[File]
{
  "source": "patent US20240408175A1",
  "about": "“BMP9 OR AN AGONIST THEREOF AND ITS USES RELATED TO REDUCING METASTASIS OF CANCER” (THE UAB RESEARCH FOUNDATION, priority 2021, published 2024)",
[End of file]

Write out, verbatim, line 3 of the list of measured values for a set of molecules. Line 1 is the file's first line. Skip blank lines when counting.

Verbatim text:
  "about": "“BMP9 OR AN AGONIST THEREOF AND ITS USES RELATED TO REDUCING METASTASIS OF CANCER” (THE UAB RESEARCH FOUNDATION, priority 2021, published 2024)",